History will long record the first day of October 2013 as a day deserving to be remembered. On that Tuesday, the United States reached a tipping point: We joined all other developed countries by taking a necessary step toward universal health insurance coverage. President Franklin Roosevelt dreamed of this day in 1933; President Lyndon Johnson advanced toward it in 1964; President Bill Clinton tried to achieve it in 1993; and now it finally has arrived.
After three and a half years of useful discourse and debate over the Affordable Care Act, and after unnecessary distress, dissension, and discord, social justice has prevailed. More than 39 million poor and near-poor people now will be able to purchase health insurance just like you and me. Truly, an amazing tipping point.
A quarter century hence, we should see a vastly changed health landscape. We will see a reduction in the glaring health disparities experienced by people who are poor or near-poor. We also will see much greater access to needed care, and many fewer people with active illnesses who receive no care at all.
As we look forward from October 1st, we have special hopes for people who experience mental health and substance use conditions:
- We hope that all persons with these conditions will enroll in health insurance and that they will have access to the care they need and want.
- We hope that all mental health and substance use care services will become fully integrated with primary care and that these new systems will reduce early mortality and promote positive wellness.
- We hope that new prevention and promotion efforts will reduce the onset of mental and substance use conditions and have a salutary effect on personal health status.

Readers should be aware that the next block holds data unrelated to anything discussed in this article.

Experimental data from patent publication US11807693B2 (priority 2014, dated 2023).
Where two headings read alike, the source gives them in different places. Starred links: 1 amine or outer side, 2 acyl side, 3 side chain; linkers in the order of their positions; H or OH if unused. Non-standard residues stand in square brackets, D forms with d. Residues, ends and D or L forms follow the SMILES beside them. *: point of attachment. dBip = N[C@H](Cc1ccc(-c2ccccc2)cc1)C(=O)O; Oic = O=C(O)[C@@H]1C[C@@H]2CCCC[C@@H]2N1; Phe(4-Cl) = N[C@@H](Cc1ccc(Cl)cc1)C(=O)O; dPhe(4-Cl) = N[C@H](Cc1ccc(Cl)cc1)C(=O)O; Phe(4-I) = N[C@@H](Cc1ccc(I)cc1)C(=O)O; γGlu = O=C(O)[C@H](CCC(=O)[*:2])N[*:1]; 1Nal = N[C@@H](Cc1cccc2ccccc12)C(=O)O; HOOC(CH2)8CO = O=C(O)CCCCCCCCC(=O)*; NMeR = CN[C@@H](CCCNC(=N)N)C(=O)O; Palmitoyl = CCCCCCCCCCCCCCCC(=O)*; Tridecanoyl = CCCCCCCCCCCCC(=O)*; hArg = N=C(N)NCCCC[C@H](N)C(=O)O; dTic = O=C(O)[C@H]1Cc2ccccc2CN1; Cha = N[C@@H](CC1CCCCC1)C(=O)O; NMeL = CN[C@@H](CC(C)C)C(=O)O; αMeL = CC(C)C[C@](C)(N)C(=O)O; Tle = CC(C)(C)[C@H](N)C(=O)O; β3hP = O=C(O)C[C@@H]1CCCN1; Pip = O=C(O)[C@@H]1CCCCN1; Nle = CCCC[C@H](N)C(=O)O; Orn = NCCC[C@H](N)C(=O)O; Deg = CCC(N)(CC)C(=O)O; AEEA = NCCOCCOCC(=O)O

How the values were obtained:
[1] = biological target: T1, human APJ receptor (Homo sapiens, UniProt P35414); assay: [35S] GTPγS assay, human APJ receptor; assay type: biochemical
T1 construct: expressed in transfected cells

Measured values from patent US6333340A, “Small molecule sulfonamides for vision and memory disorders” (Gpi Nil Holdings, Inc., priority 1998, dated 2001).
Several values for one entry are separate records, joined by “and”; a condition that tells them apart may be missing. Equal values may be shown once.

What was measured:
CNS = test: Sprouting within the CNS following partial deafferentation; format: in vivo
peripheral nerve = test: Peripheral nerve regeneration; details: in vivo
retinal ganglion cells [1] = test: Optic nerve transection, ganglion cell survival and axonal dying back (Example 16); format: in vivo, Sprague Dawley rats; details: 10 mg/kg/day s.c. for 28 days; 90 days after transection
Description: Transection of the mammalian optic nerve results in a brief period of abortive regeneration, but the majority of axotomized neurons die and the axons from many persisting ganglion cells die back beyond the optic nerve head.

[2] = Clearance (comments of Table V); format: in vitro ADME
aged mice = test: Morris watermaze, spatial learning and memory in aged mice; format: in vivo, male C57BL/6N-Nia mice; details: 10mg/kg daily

To fulfill our vision and our hopes, we have a very full agenda that began on October 1st:
- We must help people with mental and substance use conditions enroll in health insurance. Prior experience in Massachusetts suggests that this will not be an easy task.
- We must reach out to entities that are forming Accountable Care Organizations (ACOs), including Federally-Qualified Health Centers (FQHCs). These entities will provide much of the organizational structure necessary to make health homes a reality. This is not a time to sit back to wait and see what will happen.
- We must develop new prevention and promotion interventions, and we must learn about public health. In the future, we will need to work at the community as well as the clinical level.
October 1, 2013 was an historic day. It not only fulfilled a long-term national dream; it also opened up a whole new set of possibilities and challenges for each of us.
I can see Franklin Roosevelt smiling in the hazy distance.